North America

“I always put the fear of God into people that this is the world’s third-largest barrier reef,” says Capt. Joe Dyll of the western Florida Keys, which have long been one of his favorite cruising grounds.

The Lakes Effect

by Kimball Livingston, Posted December 20, 2006
Once you’re out of sight of land for a while, you understand why they speak of “offshore sailing” in the Great Lakes.Once you’ve been through a few sail changes, you might think of the prevailing wind as “variable.”And once you’ve gone the length of Lake Michigan, you will be, in a small way, a veteran of sailing in the heart of America. I say “in a small way” because there is a lot of
Every time my wife Jennifer and I sail to the Beaver Islands, something goes wrong. So why do we keep going there? Initially it was because of where they are, but now it’s because of what they are.First, the “where” part. The Beavers are a dozen islands in northern Lake Michigan, 30 miles from Michigan sailing centers like Mackinac Island, Harbor Springs and Charlevoix.

A Big Lake Upgrade

by Lyle Frizzell, Posted July 27, 2011
Driving up to Lake Champlain with our 21ft San Juan sloop Puffin in tow, my wife Dawn and I felt our excitement mounting. We’d had plenty of sailing experience on our home lake in New Hampshire, but this would be our first time on the big body of water in the northwestern corner of Vermont. We were looking forward to a week-long sailing vacation in a beautiful locale.A light rain
When I was 11, my Dad, his buddies and I sailed Wind Dancer, his C&C 37, from Long Island Sound to Chesapeake Bay. It was my second offshore passage.

Driving The Interstate ICW

by Sail Staff, Posted August 8, 2008
Unfavorable winds turn an offshore adventure into a sleepy crawl down the DitchBy Dave BaldwinWe emerged from the darkness of an overnight passage 10 miles off the North Carolina coast when Joe asked an ordinarily easy question: “Should we turn off the engines and sail?” The light breeze had finally clocked around so that it wasn’t hitting us on the nose and—having spent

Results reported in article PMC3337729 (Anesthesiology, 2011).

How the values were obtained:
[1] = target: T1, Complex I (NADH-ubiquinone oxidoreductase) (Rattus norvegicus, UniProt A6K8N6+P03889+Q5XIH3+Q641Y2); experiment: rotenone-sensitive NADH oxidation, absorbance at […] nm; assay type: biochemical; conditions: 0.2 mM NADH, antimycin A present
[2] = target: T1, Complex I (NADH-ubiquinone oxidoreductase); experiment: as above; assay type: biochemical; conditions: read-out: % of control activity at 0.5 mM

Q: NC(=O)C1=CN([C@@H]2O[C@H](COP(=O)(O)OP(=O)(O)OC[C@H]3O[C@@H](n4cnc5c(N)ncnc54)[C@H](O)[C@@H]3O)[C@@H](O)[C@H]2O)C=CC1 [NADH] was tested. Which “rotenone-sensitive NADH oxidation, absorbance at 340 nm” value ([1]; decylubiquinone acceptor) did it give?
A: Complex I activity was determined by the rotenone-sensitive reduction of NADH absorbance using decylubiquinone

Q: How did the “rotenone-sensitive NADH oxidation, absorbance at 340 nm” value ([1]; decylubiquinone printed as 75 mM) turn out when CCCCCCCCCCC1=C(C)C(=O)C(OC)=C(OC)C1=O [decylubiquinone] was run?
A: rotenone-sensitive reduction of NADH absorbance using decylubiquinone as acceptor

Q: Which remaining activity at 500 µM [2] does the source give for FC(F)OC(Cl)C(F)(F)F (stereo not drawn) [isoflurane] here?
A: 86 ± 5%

Valley Boy

by Sail Staff, Posted April 29, 2010
The early morning air was redolent with the tang of low tide on the Hudson River as I steered upriver, bound for Lake Ontario via the Erie and Oswego canals. I’d gotten underway shortly after dawn to ride the flood tide north. The Manhattan skyline towered above me to starboard. Behind me the green-hued Statue of Liberty looked grand in the soft sunlight. The sounds of bustling Manhattan and
When I boarded Mercantile, an 80-foot schooner docked in Camden Harbor, Maine, my iPhone’s battery had about five minutes of life left on it. “Hey—do you have an iPod dock or outlet on board?” I asked a scruffy-looking young man who could have walked straight out of a modern-day Moby Dick casting call.“Aw, lady, you don’t know how much fun yer gonna have once that thing’s
We cruised by the Strawberry Island Lighthouse in Canada’s North Channel at 7 knots in a brisk 25-knot wind. I was aboard Henk Vanderhulst’s Precision 23, Go Gently, and he, despite his 80 years, was unwilling to risk his reputation for leaving the fleet in his wake.
There’s always an anchorage around the bend when you’re cruising the rivers and sloughs of California’s Central ValleyMuch of our world has lost a proper sense of the journey, but not the world of sail. A friend of mine once told me how he sailed his two boys 80 miles up the Sacramento River from San Francisco. “We went when the boys were 14 and 12,” he said. “Along the way we
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